communities, "amil$ members - toda$ 6>ear, 20027! These "eelings are rein"orced b$ the stereot$pical portra$al o" e5-combatants as 3securit$ threats3 and perpetrators o" /iolent crime in the ne, South *"rica 6>ear, 20027! >ear 620027 notes that, This 0ind o" attention t$picall$ militates against an$ meaning"ul engagement ,ith the /arious daunting challenges soldiers "ace as the$ ma0e the transition "rom a militar$ to ci/ilian li"e! *nd such attention ,ill ultimatel$, /er$ li0el$ "eed more o" ,hat it supposedl$ see0s to pre/ent - b$ producing or reproducing e5clusionar$ and con"lictual relations! The impact o" unaddressed trauma and a /iolent culture also emerge through soldiers+ attempts to reintegrate into South *"rican societ$! >i/en the breadth o" e5periences captured beneath the label 3e5 combatant3, reintegration has been a "airl$ une/en process, ranging "rom high pro"ile political and economic 3integration3, to /er$ marginalised groups, ,ith little access to the state and resources! Man$ soldiers did not e/en "all into the "ormal structures o" either the apartheid de"ence "orce or the liberation mo/ement armies! 'nstead, the$ occupied less "ormal but highl$ regulated positions as members o" localised de"ence units in di""erent parts o" the cit$! Their e5periences o" /iolence ,ere thus shaped b$ local communit$ d$namics and urban apartheid geograph$! This has impacted on the process o" +reintegration+ and acceptance ,ithin the communit$! 'n some cases, the$ ha/e been accepted because o" their 3protecti/e3 role in the past4 More than an$thing else Ce5-Tho0o-a S<MsD percei/e themsel/es to ha/e been "ighting "or their communities, and in the present, do "eel a certain amount o" appreciation "rom communit$ members! The$ also contemplated the end o" the /iolence ,ith "e,er immediate e5pectations than man$ other e5 combatants! More o"ten, it seems, "eelings o" resentment or betra$al ha/e been generated in relation to initiati/es aimed at e5-S<Ms 6or started b$ S<Ms themsel/es7, ,hich ha/e ta0en place since the cessation o" hostilities 6>ear, 20027! 'n other cases, /ictims and perpetrators continue to li/e side-b$-side ,ithin communities, in a state o" hostilit$ and "ear! *ccording to >ear 620027, man$ members o" the more-"ormal structures, such as the S*<F and MG, "eel distanced and unable to relate to their 3communities3! This sense o" alienation is, "or some, induced b$ the dis#uncture bet,een the political identit$ and ideolog$ o" being a 3Soldier3 ,ithin a changed political order! For e5ample, >ear 620027 notes that 3man$ e5S*<F soldiers ,ho ,ere thoroughl$ schooled in the ideologies o" the old South *"rica ha/e a sense o" being le"t behind "rom the rest o" societ$, being relics o" something no, "orgotten as a result o" the politics the$ too ,ere "ed3! Feeling 3stuc0 in the past3 ironicall$ allo,s these e5 combatants to articulate an identit$ that locates them 3,ithin the present3! *lthough this is an identit$ o" e5clusion, it is one that rede"ines them toda$4 part o" ,ho the$ are, is to be an e5 combatant! 'dentities o" inclusion and e5clusion o""er one ,a$ into e5ploring potential sites o" con"lict ,ithin South *"rica! These sites can occur at di""erent le/els, ranging "rom organised political groupings to marginalised indi/iduals! The$ also point to /ictims 6"or e5ample, /ictims o" "orced land remo/als7 and, importantl$, perpetrators o" /iolence 6"or e5ample, /iolent perpetration at the hands o" the right ,hite, ,ho o/ertl$ 3e5plain3 their actions as a result o" e5clusion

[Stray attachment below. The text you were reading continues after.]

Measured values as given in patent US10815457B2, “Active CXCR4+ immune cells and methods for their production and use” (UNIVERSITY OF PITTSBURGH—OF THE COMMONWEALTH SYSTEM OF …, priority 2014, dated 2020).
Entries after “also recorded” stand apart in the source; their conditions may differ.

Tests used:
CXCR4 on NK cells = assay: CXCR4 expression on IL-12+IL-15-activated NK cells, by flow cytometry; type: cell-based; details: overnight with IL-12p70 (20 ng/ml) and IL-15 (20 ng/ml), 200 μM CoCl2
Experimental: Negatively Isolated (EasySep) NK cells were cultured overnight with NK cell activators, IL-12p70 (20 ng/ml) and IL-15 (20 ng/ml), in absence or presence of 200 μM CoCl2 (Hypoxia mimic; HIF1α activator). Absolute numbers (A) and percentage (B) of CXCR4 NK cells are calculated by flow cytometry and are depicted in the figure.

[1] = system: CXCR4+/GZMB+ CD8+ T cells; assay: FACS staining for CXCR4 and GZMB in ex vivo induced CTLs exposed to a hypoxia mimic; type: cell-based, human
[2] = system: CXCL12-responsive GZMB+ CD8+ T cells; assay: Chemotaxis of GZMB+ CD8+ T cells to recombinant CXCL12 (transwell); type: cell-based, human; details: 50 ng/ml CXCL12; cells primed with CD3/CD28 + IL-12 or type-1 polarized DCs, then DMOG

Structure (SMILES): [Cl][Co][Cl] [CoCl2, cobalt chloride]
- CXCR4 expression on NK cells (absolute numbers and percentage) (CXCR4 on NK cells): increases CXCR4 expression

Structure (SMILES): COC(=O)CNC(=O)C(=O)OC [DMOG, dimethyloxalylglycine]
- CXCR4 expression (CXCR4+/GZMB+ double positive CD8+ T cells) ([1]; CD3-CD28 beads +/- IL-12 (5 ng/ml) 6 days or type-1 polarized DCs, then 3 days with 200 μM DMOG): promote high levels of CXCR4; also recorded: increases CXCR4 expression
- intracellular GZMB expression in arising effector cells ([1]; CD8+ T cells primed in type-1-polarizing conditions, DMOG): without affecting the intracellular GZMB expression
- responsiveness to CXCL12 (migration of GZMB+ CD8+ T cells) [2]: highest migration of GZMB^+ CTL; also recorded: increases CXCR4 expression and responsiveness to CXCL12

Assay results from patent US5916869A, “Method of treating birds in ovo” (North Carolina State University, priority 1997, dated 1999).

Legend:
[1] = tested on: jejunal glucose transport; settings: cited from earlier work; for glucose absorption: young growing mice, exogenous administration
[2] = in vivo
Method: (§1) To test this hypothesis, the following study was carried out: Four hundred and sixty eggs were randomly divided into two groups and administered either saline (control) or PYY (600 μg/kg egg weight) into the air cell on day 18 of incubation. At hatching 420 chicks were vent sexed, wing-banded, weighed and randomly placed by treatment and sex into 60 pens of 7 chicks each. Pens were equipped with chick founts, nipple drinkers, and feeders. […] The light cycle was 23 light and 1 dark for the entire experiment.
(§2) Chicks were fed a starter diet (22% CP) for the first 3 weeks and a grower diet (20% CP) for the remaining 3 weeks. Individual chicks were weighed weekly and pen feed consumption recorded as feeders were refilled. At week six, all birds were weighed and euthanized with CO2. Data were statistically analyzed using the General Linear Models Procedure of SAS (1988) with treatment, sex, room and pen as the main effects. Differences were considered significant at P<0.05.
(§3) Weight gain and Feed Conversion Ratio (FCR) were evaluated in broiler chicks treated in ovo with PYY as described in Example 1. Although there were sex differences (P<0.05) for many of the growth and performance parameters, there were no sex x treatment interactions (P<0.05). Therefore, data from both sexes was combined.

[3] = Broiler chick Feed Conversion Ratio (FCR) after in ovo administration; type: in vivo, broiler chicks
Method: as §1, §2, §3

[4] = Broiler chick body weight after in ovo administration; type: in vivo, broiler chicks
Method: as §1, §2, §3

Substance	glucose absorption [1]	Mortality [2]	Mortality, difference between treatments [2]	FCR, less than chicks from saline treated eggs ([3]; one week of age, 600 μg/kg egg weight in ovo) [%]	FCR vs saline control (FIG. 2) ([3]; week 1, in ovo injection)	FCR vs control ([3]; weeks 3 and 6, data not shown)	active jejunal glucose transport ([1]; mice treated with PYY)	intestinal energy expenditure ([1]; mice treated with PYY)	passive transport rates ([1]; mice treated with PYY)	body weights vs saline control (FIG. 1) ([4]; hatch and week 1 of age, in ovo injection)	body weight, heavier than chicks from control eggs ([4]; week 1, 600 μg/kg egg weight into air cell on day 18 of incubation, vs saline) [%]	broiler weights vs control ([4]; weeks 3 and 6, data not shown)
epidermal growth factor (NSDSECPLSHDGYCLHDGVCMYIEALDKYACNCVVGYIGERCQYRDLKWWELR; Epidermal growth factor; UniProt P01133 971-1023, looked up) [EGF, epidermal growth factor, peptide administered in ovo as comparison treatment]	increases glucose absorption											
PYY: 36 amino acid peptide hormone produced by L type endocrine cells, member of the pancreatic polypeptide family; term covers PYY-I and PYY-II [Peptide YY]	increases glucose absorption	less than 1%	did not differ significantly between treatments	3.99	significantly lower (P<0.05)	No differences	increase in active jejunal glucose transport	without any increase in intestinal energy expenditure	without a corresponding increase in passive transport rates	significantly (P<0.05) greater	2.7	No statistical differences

"rom the "ormal political arena7! 'n man$ ,a$s, e5clusion is at the heart o" ,hat are no, being called 3ne,3 social mo/ements in the countr$! These span a range o" issues "rom the Fandless People+s Mo/ement to the Treatment *ction Campaign, ,hich has consistentl$ challenged the go/ernment+s policies on 1'%B*ids and access to anti-retro/iral medication! There are man$ other mo/ements and, as Coc0 6200 7 notes, not enough solid research and in"ormation on group membership, moti/es and issues! 1o,e/er, one ,orr$ing trend has been "or the South *"rican state to respond negati/el$ and oppressi/el$ to criticism "rom ci/il societ$! This is e/en more ,orr$ing in light o" the mooted anti-terror legislation, ,hich ,ill curtail indi/idual rights and o""ers the state an opportunit$ to marginalise and crac0-do,n on progressi/e social mo/ements! The process o" marginalisation, itsel" in transition, re"lects some o" the continuities and changes in /iolence, #ust as it shapes /ictims and perpetrators! 'nstruments o" transitional #ustice, "or e5ample, the South *"rican Truth and &econciliation Commission 6T&C7 ha/e also pla$ed a role in recreating identities and generating discourses "or spea0ing about the past and the present! 'ndeed, the continuities and changes in /iolence o/er South *"rica+s period o" transition o""er insight into issues o" go/ernance, transitional #ustice, reparations, human rights and reconciliation! 'nstead o" 0eeping these issues separate, or in binar$ opposition, "rom /iolence, it is important to recognise that the$ are deepl$ ent,ined! 't is onl$ b$ loo0ing at the nature o" these relationships, and learning "rom other societies in transition, that e5isting mechanisms o" /iolence pre/ention can be e/aluated and ne, strategies de/eloped "or better dealing ,ith /iolence in transition! *otes: